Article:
Controls of a weekly pause in Spain are overinterpretation of the rules? “Sooner or later the courts will declare them null and void”.

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Controls of a weekly pause in Spain are overinterpretation of the rules? “Sooner or later the courts will declare them null and void”.

The Federation of Transport Associations of Murcia questions the compatibility of the Spanish services’ activities with European Union legislation. The recently published protocol on the control of weekly rest seems to be an overinterpretation of Regulation (EC) 561/2006 regulating drivers’ working and rest times.   

In mid-March, less than a month after the entry into force of the Spanish regulation implementing the Road Transport Act (ROTT), the General Directorate for Traffic (DGT, the equivalent of Polish ITD) published a special protocol. It contains instructions for Civil Guard officers who carry out road transport inspections for DGT. Manuel Pérezcarro Martín, Secretary-General of FROET, spoke on the ban and the protocol at the beginning of April, publishing a critical post on the association’s website.

The ROTT only took into account the infringement of Article 8(6) and (8) of Regulation (EC) No 561/2006 in the system of penalties, following its interpretation by the Court of Justice of the European Union in its judgment of 20 December 2017.

This raises many doubts and highlights the inability to comply with this standard, which seems to be dictated by a complete ignorance of the (transport – editorial note) industry,” stresses Manuel Pérezcarro Martín.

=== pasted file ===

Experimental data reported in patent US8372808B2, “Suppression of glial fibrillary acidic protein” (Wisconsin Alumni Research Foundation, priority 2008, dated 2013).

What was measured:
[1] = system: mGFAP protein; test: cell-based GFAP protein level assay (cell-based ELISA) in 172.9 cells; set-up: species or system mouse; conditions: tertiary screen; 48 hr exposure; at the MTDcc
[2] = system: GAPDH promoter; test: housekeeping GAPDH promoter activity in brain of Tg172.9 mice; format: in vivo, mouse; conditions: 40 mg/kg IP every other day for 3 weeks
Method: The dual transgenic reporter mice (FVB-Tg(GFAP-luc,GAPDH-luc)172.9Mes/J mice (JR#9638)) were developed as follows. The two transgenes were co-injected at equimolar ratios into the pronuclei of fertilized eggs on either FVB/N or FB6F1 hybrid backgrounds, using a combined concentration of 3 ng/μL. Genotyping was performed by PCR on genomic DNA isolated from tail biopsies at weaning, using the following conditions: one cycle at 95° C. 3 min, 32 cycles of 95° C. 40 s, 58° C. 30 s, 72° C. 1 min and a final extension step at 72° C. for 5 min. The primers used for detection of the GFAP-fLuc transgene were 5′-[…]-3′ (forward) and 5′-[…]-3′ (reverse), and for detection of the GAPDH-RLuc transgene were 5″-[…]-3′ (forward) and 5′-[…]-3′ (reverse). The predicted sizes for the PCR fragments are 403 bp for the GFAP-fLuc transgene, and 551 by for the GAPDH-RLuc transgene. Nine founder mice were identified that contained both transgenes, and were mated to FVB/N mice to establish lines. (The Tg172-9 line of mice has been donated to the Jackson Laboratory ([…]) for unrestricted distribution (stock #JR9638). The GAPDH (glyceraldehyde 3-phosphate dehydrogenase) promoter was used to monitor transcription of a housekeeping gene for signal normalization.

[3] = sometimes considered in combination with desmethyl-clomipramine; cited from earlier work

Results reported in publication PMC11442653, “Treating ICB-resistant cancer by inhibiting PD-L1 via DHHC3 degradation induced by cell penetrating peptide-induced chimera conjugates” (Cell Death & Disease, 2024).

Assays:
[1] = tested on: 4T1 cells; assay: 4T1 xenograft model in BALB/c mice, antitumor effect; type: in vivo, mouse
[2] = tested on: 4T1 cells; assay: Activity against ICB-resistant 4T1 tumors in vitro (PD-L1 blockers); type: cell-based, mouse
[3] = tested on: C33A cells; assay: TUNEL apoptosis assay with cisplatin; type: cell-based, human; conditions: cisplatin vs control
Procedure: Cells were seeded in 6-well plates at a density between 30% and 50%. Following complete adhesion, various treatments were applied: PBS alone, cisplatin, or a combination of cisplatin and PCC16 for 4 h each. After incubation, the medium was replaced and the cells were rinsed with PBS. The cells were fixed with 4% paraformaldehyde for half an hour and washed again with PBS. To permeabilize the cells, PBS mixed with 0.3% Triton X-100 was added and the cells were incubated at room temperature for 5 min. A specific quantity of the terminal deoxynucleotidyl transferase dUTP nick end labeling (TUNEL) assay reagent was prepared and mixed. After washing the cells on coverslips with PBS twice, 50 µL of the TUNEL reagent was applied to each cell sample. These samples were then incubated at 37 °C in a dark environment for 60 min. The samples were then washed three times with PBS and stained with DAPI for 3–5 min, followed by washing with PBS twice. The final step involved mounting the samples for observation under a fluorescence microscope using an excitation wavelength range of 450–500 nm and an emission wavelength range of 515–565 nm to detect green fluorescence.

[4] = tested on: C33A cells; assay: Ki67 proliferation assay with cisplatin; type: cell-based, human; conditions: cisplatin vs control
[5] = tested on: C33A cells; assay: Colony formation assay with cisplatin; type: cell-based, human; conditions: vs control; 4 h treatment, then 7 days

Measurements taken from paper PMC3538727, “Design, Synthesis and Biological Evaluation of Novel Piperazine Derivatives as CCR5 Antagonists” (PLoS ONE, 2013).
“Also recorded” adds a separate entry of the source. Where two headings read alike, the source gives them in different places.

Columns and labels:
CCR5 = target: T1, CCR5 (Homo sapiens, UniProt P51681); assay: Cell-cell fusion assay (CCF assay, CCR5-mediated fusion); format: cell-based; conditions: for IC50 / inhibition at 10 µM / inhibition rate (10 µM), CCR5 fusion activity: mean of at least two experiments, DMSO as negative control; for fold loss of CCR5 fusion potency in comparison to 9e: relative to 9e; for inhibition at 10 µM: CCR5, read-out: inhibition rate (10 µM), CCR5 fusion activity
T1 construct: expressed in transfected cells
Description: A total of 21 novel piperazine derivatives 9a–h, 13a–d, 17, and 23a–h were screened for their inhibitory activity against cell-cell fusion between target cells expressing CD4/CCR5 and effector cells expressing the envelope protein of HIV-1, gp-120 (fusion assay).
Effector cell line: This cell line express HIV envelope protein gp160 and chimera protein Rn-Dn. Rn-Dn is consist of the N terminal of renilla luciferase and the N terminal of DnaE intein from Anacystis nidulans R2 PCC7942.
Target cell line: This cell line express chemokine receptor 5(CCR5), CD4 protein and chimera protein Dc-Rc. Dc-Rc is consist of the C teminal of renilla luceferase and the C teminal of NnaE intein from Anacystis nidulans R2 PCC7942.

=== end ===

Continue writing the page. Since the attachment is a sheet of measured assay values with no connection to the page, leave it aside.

The secretary also criticises the protocol, which, in his opinion, is questionable from the point of view of legality. This protocol stipulates that for roadside checks, the vehicle must be parked and, after locating the driver, officers carry out a rest check. In the case of a 45-hour or longer pause, according to the protocol, the services are to demand proof that the driver has spent it outside the vehicle, i.e. a hotel bill.

According to Pérezcarro Martín, this is a clear overinterpretation, since, according to the EU regulation and the judgment of the CJEU, ‘a driver cannot spend regular weekly rest periods in his vehicle’.

“The rules do not in any way determine where the driver should spend them, nor do they say that he has to justify where he has spent them,” argues the Secretary-General of FROET.

“This (the protocol and activities of services resulting from it – editorial note) will undoubtedly lead to unjustified sanctions, which, sooner or later, will be annulled by the courts, even though by that time the carriers have to bear the consequences,” says Pérezcarro Martín.

Problems for drivers and carriers

According to the secretary of the Murcia association, the ban on weekly rest in the vehicle causes serious problems both for the carrier and the driver himself, mainly due to the lack of adequate infrastructure.

“There are not enough safe rest areas in Europe that offer the two services necessary to meet the standard. What is needed is a guarded secure parking lot where the vehicle and cargo will be protected against theft, stowaways or other criminal activities. In addition, there are no hotel rooms that will provide accommodation during a regular weekly rest,” comments Pérezcarro Martín.

The Secretary stresses the question of the carrier’s liability for the goods carried. At the same time, he recalls the warnings of the Civil Guard, which expects an increase in cargo theft as a result of the ban in Spain.


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